Public anger at authorities who failed to stop deadly gas explosions in Taiwan

Officials were aware of leaks for hours before blasts killed 28 people

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The Independent Online

Public anger is mounting at authorities in Taiwan who have still not found the cause of five deadly gas blasts that killed 28 people and injured hundreds more on Thursday.

Investigators in Kaohsiung are investigating LCY Chemical Corp, a Taiwanese petrochemical firm with pipelines running under the city.

A series of explosions tore through the streets starting at around midnight on Thursday, flinging cars into the air and blasting passers-by and shoppers at a nearby market with rubble.

Several residents had reported a gas leak to authorities in the industrial port city of 2.8 million people hours before the disaster and their failure to avert it has prompted widespread condemnation.

Residents said they were given conflicting advice before the explosions, which left a trail of destruction over one square mile.

One resident told television channel TVBS that five minutes before the explosions, authorities told them: "Everything is under control. You can go home and sleep." 

The blasts also damaged rows of shops and low-rise apartments.

The city's environmental officials blamed LCY Chemical Corp for failing to notify authorities of problems with a pipeline in the area, despite being aware of irregularities in the supply.

Chen Chin-der, director of the Environmental Protection Bureau in Kaohsiung, said: "If we were informed earlier by LCY, we could have evacuated everyone."
The pipeline was leaking nearly four tons of propene every hour as pressure dropped at around 8.45pm on Thursday.

As reports of leaks flooded in, firefighters and environmental officials tried to work out the nature of the gas and where it was coming from but their failure allowed it to accumulate and spread over several hours.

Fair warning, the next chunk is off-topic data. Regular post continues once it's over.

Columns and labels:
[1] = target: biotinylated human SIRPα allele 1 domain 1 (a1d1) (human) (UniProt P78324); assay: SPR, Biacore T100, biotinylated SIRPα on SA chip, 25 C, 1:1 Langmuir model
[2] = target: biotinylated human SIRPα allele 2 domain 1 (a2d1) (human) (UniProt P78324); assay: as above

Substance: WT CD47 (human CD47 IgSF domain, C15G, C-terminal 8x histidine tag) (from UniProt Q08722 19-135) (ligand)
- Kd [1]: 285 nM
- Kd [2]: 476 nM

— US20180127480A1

"The leak was at a different location from the explosions, because propene was leaking and spreading through the sewer system everywhere," Mr Chen said.

"When the density of propene is very high, anything can trigger an explosion, anything as small as a cigarette, or starting the engine of a motor scooter." 

Locals survey the damage from massive gas explosions in Kaohsiung, Taiwan

Authorities had summoned representatives of a companies including LCY Chemical to check their pipelines but all said their operations were normal.

Propene, also known as propylene, is mainly used for making plastic that is widely used in a wide variety of packaging, caps and films.

The highly flammable gas is colourless and has only a mild, slightly unpleasant smell.

Thinking at first that it was natural gas, firefighters poured water at the site in the hope of dissolving it, which had no effect. 

Experts were only able to identify the gas as propene at around 11.55pm but by then it was too late and a few minutes later, the blasts started ripping the streets apart. 

The supplier said it had initially shut off the propene pump when it noticed irregularities several hours before the blasts, but had resumed delivery on LCY's request.  

Tens of thousands of people lost electricity and water supplies in the disaster zone but the Government promised amenities would be restored within five days.

LCY Chemical Corp said it would co-operate with the investigation.

"Our priority is to figure out the truth and responsibility," spokeswoman Pan Lee-lin said.

Industrial pipelines are believed to precede many of the residential districts they run beneath in Kaohsiung.

The city contains much of Taiwan's heavy industry, especially petrochemicals.

Additional reporting by AP